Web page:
With the sharp downturn in new home construction, many of those immigrants are now unemployed, adding to the social services burden of a region that already has a substantial population living in poverty. Just as they came here seeking jobs, many are leaving to find work elsewhere. But some are staying to see if they can weather the downturn, again increasing the burden on us all.

If it were my decision how to best distribute tax dollars to improve Ohio's economics, I'm not sure central Ohio would get much of that money. We'll be alright as long as we can keep grabbing those tax dollars from our fellow Ohioans.

But if you live on tax revenues, you'd better be sure there are taxpayers. I think I would help other regions crank up their economies, and I start with Cleveland and Cincinnati because they are - or have promise of being - pretty interesting places to live if you need to attract the best and brightest.


bonobo said...


I know I have ben really lousy at responding to comments recently, and this isn't going to be much of an improvement...

I think you're right to some extent about the role of public institutions in keeping Central Ohio from sliding as fast. I also think you're right when you say that Central Ohio can't sustain an isolated economy.

On the other hand, I tend to think that what attracts people to a community is the net attributes of the people already there. 30 years ago Seattle was that dreary place where it rained all the time, San Jose was the opposite of Urban Hipness ("Do you know the way..."). It only takes a couple of seeds sprouting for a forest to erupt.

And those seeds may or may not be the ones you plant. Seattle wouldn't be the same without college dropouts...

Anyway, you would probably be interested in a slide I didn't include, because it's difficult for me to analyze. This is percent privately employed (private for-profit, private non-profit, and incorporated self-employment)

Paul said...

Yeah, that's an interesting chart. Are farmers included in this set?

The range of data is only six percentage points, but I trust that you selected this range because it's were the significance lies. But I wonder what this looks like with raw counts, since 1% in NE Ohio might be around 30,000 individuals, while 1% in central Ohio might be more like 15,000.

You're also right that a number of factors play into making an area attractive for economic development. San Jose may have been the northern California version of Bakersfield, but the Silicon Valley can serve as a place for business, education and research (although tons of people live here) while the region surrounding it includes some of the most spectacular areas of the country (Lake Tahoe, Redwoods, Pacific, Monterey, San Francisco itself).

Gates founded Microsoft in Seattle because that's his hometown (not a bad place to live either - more days of sunshine than Columbus I've heard?). We got some of that local-entrepreneur-does-good here: The Limited, Wendy's, White Castle, NetJets, Cheryl's Cookies are some of the best known names, but there are others. But we've also lost some significant ones: Bank One, CompuServe, to name two.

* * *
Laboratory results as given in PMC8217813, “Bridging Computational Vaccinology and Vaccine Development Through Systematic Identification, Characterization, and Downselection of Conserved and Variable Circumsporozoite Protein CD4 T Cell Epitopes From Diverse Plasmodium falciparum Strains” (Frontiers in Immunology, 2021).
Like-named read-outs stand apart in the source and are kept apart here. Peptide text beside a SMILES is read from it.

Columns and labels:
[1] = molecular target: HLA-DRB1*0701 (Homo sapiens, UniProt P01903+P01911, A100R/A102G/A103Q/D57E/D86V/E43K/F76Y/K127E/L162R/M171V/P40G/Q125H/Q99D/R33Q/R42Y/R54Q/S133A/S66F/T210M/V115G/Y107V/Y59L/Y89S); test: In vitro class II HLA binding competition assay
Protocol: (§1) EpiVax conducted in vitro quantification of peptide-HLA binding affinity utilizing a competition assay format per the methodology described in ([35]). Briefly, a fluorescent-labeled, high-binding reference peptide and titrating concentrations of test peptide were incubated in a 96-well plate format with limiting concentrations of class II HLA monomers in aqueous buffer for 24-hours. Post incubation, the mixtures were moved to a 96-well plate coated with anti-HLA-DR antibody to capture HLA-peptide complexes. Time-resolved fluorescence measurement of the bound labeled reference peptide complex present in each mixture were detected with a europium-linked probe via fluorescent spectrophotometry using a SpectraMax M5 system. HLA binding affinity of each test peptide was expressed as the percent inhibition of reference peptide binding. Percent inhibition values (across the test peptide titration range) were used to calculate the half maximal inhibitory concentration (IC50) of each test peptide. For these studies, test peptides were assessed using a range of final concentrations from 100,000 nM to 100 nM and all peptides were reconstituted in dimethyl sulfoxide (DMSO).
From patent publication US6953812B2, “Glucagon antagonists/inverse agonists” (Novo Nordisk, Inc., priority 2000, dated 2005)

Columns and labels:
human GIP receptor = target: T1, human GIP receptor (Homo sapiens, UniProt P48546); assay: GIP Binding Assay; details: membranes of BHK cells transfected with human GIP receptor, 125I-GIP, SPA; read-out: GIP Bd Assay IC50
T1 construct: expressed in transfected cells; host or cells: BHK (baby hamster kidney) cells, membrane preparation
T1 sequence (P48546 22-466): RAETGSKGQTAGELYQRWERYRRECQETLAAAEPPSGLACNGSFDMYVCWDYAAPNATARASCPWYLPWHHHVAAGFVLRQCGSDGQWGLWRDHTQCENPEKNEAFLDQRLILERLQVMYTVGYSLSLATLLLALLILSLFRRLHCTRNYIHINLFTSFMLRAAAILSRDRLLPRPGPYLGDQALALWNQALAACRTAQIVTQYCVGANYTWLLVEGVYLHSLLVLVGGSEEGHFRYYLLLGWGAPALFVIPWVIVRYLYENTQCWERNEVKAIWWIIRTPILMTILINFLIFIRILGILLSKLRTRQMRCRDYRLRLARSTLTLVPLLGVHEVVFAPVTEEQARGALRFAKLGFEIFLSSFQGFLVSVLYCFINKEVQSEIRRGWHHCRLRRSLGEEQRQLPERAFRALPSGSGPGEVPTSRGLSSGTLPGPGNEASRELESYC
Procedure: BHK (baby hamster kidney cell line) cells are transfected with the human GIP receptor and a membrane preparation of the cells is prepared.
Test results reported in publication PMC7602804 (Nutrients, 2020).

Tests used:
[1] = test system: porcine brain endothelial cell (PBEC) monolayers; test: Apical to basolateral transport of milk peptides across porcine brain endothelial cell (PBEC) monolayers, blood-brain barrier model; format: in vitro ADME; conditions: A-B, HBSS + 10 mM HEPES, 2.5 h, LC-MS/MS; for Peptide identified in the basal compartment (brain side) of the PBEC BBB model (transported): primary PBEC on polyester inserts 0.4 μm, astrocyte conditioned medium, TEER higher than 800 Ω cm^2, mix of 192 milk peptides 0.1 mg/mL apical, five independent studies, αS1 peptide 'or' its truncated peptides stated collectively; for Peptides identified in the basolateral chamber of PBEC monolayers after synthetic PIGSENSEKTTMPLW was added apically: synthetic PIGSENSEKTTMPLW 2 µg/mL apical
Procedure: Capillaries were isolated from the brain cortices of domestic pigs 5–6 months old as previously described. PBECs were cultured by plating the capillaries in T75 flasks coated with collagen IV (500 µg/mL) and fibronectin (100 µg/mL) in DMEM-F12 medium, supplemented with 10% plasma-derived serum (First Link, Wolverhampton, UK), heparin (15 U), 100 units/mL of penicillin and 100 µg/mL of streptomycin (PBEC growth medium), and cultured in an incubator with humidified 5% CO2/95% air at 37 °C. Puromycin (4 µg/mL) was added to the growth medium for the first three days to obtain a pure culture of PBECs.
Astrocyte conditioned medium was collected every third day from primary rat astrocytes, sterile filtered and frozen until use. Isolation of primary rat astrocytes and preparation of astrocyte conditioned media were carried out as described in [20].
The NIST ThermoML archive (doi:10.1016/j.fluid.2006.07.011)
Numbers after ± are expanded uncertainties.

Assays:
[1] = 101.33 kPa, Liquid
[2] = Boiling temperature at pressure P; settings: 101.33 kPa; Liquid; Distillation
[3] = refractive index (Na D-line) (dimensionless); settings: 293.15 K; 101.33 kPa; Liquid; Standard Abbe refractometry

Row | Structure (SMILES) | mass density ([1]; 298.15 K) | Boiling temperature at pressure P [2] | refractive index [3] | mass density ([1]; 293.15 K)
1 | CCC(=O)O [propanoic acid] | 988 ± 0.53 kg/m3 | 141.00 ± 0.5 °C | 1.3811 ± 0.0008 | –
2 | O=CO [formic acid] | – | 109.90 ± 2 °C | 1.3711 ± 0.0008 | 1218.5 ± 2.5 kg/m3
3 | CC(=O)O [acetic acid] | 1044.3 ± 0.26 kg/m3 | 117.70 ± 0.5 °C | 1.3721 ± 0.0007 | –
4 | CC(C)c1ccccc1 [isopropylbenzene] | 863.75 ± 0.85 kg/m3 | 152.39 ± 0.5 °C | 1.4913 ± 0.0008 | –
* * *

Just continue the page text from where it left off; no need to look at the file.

Columbus isn't a bad place - in fact it's a nice town to call our home and to raise a family. But let's not fool ourselves into thinking we know how to do economic development effectively just because our region is growing in population and the demographics look pretty good.

We know how to build houses (and create urban sprawl) and schools (but not how to fund them) and shopping centers (but tear them down as fast we build them).

But what are we doing to create middle-class jobs that can be had without a college degree - jobs that employ the young people trapped in the cycle of poverty in our inner city?

Not enough. In Good to Great Collins observes: "The enemy of Great is Good." I think that's us.

bonobo said...


We're, as usual, mostly on the same page.

Because you bring it up, I will expand a bit on the technical elements of the charts:

1) The maps are actually created by the Census Bureau's GIS in response to a user query. The user doesn't get to choose the range, it appears to be calibrated such that the minimum observed value is the lower bound, the maximum observed value is the upper bound, and the categories are derived by creating equal sized intervals in between those two points. If some values are so different from the rest that they would result in a distribution that could only use the highest and lowest categories, those categories are split off, and the intervals divide up the rest of the districts.

2) The unit of analysis is the Congressional District, and CDs have been gerrymandered specifically to heighten some of these differences and to smooth over others.

3) None of these differences can be assumed to be significant. One runs into some sticky decisions when trying to apply a significance criterion in the context of multiple simultaneous comparisons. What you can do, if you go to the census website yourself, is add a statistical significance layer to the maps. You then click on the district of interest, and the map will distinguish between the districts that are not significantly different from the CD you clicked on, and those that are significantly different based on a pairwise comparison.

I decided against using that feature as I realized pretty quickly that these maps would be of interest outside the 12th CD, and that I'd rather not give an indication of statistical significance than to fret over and defend the arbitrary method available. If I could link directly to the dynamic maps, I would, so that everybody could click and play, but all I can do as of this moment in time is down load static PDFs of the current map state (The Census Bureau continually upgrades their functionality while I continually upgrade my competence in using the site... eventually I imagine I'll be able to do anything I want with any data I could desire, effortlessly. Not yet, though.)

Paul said...

Thanks for the additional explanation. I too am a data geek, especially data well presented visually. Hope you find time to do more of this kind of stuff.